Cops Recording Your Every Move For 10 Weeks Doesn't Violate The Constitution

New court ruling further blurs the line between new technologies and what constitutes lawful "searches."

02/08/2016 09:05 pm ET
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Courts are still grappling with whether warrantless videos taken for law enforcement purposes violate your privacy rights.

A federal appeals court on Monday ruled it is not unconstitutional for law enforcement to set up a camera on a public utility pole and record a suspect's moves for 10 weeks straight.

Such warrantless recording is permitted, the U.S. Court of Appeals for the 6th Circuit said, because people have "no reasonable expectation of privacy in video footage recorded by a camera that was located on top of a public utility pole and that captured the same views enjoyed by passersby on public roads."

The ruling stemmed in part from a nasty, years-long confrontation between two Tennessee brothers and local police -- long-simmering bad blood that led to shootouts, officer deaths and ultimately a criminal trial that ended in acquittals for the brothers.

Despite this history, the conflict persisted, and federal agents later learned from local law enforcement that one of the brothers, Rocky Houston, had a prior felony and thus was in violation of federal law for possessing firearms in his rural property -- which he shared with his brother Leon, who slept in a trailer, and an adult daughter, who lived in a nearby barn.

Federal agents followed up on the tip and visited the property to investigate, but quickly realized that their vehicle "stuck out like a sore thumb" and they couldn't conduct proper surveillance of the premises. That's when they enlisted the help of the utility company and, without obtaining a warrant, set up a camera from a pole located roughly 200 yards away from Leon's trailer.

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For a federal appeals court, a camera that recorded a suspect's moves for 10 weeks straight didn't violate his "reasonable expectation of privacy."

That was good enough to monitor the brothers' activities for 10 weeks straight, including instances of Houston handling guns on the property. About a month after the surveillance ended, the agents moved in on the farm, seized 25 firearms -- 17 of them Houston's -- and charged him under a federal law that prohibits former felons from possessing them.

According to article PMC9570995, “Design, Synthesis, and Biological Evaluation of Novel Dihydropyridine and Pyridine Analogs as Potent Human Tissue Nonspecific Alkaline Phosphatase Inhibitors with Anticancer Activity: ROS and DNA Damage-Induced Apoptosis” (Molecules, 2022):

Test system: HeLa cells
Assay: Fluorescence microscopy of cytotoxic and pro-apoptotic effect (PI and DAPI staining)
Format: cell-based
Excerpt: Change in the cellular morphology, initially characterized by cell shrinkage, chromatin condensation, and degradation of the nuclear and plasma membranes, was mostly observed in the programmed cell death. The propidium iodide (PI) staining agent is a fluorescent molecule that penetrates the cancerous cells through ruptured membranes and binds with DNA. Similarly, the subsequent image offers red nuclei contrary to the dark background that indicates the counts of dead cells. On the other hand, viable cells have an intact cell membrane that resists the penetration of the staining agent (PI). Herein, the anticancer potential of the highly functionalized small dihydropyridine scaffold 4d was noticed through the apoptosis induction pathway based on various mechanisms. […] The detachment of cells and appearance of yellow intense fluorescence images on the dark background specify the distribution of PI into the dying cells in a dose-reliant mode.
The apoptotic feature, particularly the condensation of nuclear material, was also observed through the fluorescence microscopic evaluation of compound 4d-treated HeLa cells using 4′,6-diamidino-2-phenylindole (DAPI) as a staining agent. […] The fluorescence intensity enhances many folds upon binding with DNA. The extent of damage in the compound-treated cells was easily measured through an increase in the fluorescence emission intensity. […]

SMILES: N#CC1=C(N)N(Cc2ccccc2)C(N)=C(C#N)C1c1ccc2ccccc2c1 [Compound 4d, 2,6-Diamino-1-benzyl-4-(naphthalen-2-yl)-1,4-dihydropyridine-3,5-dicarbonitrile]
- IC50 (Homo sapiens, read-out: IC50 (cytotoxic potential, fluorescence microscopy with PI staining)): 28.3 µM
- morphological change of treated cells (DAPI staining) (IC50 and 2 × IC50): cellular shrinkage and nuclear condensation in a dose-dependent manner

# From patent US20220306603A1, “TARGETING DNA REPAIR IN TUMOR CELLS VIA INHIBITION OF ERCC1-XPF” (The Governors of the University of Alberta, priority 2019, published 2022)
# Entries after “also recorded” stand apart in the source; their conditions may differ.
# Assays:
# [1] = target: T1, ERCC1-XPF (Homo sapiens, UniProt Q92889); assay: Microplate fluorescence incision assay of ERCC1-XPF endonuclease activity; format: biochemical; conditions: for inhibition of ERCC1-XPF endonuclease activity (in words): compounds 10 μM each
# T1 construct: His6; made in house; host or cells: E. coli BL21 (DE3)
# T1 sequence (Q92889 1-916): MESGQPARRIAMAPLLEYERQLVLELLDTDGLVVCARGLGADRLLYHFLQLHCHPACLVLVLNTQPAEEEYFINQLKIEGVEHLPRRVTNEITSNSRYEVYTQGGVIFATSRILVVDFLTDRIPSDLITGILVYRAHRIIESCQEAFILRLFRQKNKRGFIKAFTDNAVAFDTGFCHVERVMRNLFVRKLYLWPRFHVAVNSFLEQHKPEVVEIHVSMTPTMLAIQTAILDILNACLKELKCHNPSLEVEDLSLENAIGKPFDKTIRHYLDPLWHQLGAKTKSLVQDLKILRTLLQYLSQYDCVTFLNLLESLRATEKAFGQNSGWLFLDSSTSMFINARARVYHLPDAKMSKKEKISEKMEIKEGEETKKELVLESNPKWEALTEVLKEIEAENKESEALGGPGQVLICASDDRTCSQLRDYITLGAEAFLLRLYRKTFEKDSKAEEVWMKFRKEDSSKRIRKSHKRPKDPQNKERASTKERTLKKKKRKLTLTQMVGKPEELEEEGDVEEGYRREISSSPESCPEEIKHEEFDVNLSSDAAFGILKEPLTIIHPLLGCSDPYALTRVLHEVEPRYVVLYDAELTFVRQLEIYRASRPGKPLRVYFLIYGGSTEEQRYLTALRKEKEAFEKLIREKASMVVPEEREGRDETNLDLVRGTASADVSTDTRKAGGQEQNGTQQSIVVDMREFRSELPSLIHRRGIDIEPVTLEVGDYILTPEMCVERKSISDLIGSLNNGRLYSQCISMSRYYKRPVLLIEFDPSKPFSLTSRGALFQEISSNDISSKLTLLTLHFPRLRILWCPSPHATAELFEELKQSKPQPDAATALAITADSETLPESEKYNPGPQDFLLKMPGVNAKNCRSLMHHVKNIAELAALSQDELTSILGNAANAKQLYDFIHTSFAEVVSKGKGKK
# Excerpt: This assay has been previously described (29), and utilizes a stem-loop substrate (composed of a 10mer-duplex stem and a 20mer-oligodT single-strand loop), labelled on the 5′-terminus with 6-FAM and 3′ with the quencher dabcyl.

Houston was ultimately convicted and sentenced to nine years in prison for the offense, in large part based on the evidence gathered through the warrantless surveillance of the family property.

On appeal, the 6th Circuit ruled the surveillance didn't violate his Fourth Amendment right to be free from unreasonable searches.

"The ATF agents only observed what Houston made public to any person traveling on the roads surrounding the farm," the court said, reasoning that the "agents had a right to access the public utility pole and the camera captured only views that were plainly visible to any member of the public who drove down the roads bordering the farm."

But the court also dismissed the notion that the length of surveillance mattered to its constitutional analysis, noting that "the Fourth Amendment does not punish law enforcement for using technology to more efficiently conduct their investigations."

As George Washington University law professor Orin Kerr observed in a legal blog, the court appears to have employed an interest-balancing theory to reach its conclusion -- that is, the surveillance is justified because it helps avoid giving wrongdoers "the upper hand."

The law cannot be that modern technological advances are off-limits to law enforcement when criminals may use them freely. U.S. Court of Appeals for the 6th Circuit

"The law cannot be that modern technological advances are off-limits to law enforcement when criminals may use them freely," the court said.

The 6th Circuit ruling from Monday is an outgrowth of a 2012 Supreme Court decision that declared it unconstitutional to install a GPS device on a vehicle without a warrant -- the first major ruling to try to adapt the law on unreasonable searches and seizures to the realities of modern technology.

Though she didn't write the court's lead opinion, Justice Sonia Sotomayor, whom the 6th Circuit cited, wrote separately to articulate a broad and liberal vision for how the Fourth Amendment should be interpreted in the age of smartphones and the surveillance state.

"Awareness that the Government may be watching chills associational and expressive freedoms. And the Government’s unrestrained power to assemble data that reveal private aspects of identity is susceptible to abuse," she wrote.

In light of these concerns, Sotomayor questioned whether the government should be entrusted with these technologies without a meaningful check, "especially in light of the Fourth Amendment’s goal to curb arbitrary exercises of police power" and "police surveillance."

Sotomayor's view is not the law nationwide. But as the Houston case and others illustrate, the Supreme Court may need to clarify soon what is and isn't reasonable as government tactics grow more and more sophisticated.

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